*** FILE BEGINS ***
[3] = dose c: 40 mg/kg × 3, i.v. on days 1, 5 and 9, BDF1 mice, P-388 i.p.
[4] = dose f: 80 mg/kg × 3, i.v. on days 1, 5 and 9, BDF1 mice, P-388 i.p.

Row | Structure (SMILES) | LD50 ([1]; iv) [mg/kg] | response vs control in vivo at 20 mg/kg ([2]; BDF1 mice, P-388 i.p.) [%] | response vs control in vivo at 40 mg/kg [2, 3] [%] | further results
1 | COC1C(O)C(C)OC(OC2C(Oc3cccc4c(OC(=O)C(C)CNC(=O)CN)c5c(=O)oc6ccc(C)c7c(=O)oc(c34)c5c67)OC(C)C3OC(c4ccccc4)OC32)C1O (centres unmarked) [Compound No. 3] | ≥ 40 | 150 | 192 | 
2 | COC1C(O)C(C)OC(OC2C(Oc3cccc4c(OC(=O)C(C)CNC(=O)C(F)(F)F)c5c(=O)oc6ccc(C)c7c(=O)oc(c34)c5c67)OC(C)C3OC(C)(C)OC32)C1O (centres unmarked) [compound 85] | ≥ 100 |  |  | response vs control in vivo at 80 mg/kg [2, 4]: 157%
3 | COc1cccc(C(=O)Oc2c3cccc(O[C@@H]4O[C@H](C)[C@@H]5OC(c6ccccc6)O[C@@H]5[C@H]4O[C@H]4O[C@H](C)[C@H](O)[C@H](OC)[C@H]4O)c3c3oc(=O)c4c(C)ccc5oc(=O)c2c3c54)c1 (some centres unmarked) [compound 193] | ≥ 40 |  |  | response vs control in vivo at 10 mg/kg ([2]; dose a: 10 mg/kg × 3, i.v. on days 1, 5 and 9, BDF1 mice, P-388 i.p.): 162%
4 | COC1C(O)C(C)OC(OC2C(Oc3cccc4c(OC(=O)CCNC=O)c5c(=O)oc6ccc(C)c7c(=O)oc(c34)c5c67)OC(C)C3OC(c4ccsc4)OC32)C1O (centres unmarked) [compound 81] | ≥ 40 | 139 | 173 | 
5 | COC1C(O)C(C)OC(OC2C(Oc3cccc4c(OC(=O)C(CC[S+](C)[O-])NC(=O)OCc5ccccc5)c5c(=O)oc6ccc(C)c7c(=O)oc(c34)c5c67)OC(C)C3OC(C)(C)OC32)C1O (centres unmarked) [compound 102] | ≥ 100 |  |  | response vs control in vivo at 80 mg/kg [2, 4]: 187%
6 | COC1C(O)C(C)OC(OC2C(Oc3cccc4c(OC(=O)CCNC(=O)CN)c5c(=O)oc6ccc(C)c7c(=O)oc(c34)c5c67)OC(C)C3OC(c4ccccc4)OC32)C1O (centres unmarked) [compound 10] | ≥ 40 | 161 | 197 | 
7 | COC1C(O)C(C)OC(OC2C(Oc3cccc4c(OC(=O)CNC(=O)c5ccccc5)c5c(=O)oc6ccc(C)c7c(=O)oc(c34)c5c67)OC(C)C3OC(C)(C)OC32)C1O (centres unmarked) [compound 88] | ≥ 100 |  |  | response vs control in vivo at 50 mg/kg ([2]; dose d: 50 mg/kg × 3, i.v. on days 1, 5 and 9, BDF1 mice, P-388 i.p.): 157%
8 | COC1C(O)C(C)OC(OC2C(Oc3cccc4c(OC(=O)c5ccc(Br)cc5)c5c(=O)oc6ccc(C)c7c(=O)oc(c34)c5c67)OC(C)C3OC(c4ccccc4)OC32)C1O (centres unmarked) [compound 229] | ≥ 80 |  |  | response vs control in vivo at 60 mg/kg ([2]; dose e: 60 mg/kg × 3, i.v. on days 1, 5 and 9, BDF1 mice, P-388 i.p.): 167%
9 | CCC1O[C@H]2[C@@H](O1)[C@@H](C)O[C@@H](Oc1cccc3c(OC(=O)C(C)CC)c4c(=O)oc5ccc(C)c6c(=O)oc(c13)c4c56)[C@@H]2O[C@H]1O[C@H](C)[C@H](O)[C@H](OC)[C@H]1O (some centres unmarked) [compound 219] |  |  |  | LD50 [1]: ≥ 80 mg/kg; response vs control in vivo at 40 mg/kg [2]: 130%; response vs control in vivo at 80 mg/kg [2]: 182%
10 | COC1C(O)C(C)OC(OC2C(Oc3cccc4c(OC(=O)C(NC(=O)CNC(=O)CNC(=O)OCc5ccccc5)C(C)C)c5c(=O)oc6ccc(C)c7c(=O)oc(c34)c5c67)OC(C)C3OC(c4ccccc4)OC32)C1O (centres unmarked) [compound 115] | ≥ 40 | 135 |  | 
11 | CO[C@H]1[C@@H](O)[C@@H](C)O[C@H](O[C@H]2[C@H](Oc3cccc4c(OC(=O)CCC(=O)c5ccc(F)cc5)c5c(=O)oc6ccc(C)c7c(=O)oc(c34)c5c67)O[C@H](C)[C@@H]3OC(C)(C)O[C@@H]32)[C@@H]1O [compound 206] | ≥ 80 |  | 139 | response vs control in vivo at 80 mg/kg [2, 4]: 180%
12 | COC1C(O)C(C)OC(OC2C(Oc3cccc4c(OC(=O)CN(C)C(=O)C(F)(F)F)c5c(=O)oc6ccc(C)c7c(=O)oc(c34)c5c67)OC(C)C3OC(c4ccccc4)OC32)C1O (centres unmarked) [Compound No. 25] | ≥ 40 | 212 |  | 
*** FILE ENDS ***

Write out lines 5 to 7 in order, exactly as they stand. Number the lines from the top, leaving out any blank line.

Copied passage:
2 | COC1C(O)C(C)OC(OC2C(Oc3cccc4c(OC(=O)C(C)CNC(=O)C(F)(F)F)c5c(=O)oc6ccc(C)c7c(=O)oc(c34)c5c67)OC(C)C3OC(C)(C)OC32)C1O (centres unmarked) [compound 85] | ≥ 100 |  |  | response vs control in vivo at 80 mg/kg [2, 4]: 157%
3 | COc1cccc(C(=O)Oc2c3cccc(O[C@@H]4O[C@H](C)[C@@H]5OC(c6ccccc6)O[C@@H]5[C@H]4O[C@H]4O[C@H](C)[C@H](O)[C@H](OC)[C@H]4O)c3c3oc(=O)c4c(C)ccc5oc(=O)c2c3c54)c1 (some centres unmarked) [compound 193] | ≥ 40 |  |  | response vs control in vivo at 10 mg/kg ([2]; dose a: 10 mg/kg × 3, i.v. on days 1, 5 and 9, BDF1 mice, P-388 i.p.): 162%
4 | COC1C(O)C(C)OC(OC2C(Oc3cccc4c(OC(=O)CCNC=O)c5c(=O)oc6ccc(C)c7c(=O)oc(c34)c5c67)OC(C)C3OC(c4ccsc4)OC32)C1O (centres unmarked) [compound 81] | ≥ 40 | 139 | 173 | 